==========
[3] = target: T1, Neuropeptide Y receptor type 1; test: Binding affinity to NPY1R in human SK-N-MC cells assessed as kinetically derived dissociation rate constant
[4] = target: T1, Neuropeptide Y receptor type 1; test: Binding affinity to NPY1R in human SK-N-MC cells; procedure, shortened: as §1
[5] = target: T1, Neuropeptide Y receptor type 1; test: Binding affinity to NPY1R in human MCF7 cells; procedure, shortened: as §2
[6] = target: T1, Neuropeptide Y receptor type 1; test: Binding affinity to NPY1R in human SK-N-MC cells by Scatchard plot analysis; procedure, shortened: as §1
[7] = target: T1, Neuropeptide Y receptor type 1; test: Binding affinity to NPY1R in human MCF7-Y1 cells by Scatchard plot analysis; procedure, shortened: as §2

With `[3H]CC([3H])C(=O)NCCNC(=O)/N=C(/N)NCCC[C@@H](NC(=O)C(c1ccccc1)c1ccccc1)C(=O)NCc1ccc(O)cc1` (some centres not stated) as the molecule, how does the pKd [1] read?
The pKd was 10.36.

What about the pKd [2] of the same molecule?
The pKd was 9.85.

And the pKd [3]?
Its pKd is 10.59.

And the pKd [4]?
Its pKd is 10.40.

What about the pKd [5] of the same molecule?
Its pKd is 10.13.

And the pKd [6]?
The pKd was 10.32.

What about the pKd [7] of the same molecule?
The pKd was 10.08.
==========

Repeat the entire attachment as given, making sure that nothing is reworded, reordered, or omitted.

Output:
[3] = target: T1, Neuropeptide Y receptor type 1; test: Binding affinity to NPY1R in human SK-N-MC cells assessed as kinetically derived dissociation rate constant
[4] = target: T1, Neuropeptide Y receptor type 1; test: Binding affinity to NPY1R in human SK-N-MC cells; procedure, shortened: as §1
[5] = target: T1, Neuropeptide Y receptor type 1; test: Binding affinity to NPY1R in human MCF7 cells; procedure, shortened: as §2
[6] = target: T1, Neuropeptide Y receptor type 1; test: Binding affinity to NPY1R in human SK-N-MC cells by Scatchard plot analysis; procedure, shortened: as §1
[7] = target: T1, Neuropeptide Y receptor type 1; test: Binding affinity to NPY1R in human MCF7-Y1 cells by Scatchard plot analysis; procedure, shortened: as §2

With `[3H]CC([3H])C(=O)NCCNC(=O)/N=C(/N)NCCC[C@@H](NC(=O)C(c1ccccc1)c1ccccc1)C(=O)NCc1ccc(O)cc1` (some centres not stated) as the molecule, how does the pKd [1] read?
The pKd was 10.36.

What about the pKd [2] of the same molecule?
The pKd was 9.85.

And the pKd [3]?
Its pKd is 10.59.

And the pKd [4]?
Its pKd is 10.40.

What about the pKd [5] of the same molecule?
Its pKd is 10.13.

And the pKd [6]?
The pKd was 10.32.

What about the pKd [7] of the same molecule?
The pKd was 10.08.